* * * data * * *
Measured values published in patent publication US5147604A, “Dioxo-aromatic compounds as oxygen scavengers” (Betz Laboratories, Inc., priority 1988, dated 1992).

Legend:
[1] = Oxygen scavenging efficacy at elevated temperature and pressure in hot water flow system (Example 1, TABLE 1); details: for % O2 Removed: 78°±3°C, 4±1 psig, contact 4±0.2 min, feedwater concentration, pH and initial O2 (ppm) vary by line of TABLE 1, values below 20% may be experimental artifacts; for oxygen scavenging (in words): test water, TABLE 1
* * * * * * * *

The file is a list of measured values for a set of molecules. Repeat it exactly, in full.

Measured values published in patent publication US5147604A, “Dioxo-aromatic compounds as oxygen scavengers” (Betz Laboratories, Inc., priority 1988, dated 1992).

Legend:
[1] = Oxygen scavenging efficacy at elevated temperature and pressure in hot water flow system (Example 1, TABLE 1); details: for % O2 Removed: 78°±3°C, 4±1 psig, contact 4±0.2 min, feedwater concentration, pH and initial O2 (ppm) vary by line of TABLE 1, values below 20% may be experimental artifacts; for oxygen scavenging (in words): test water, TABLE 1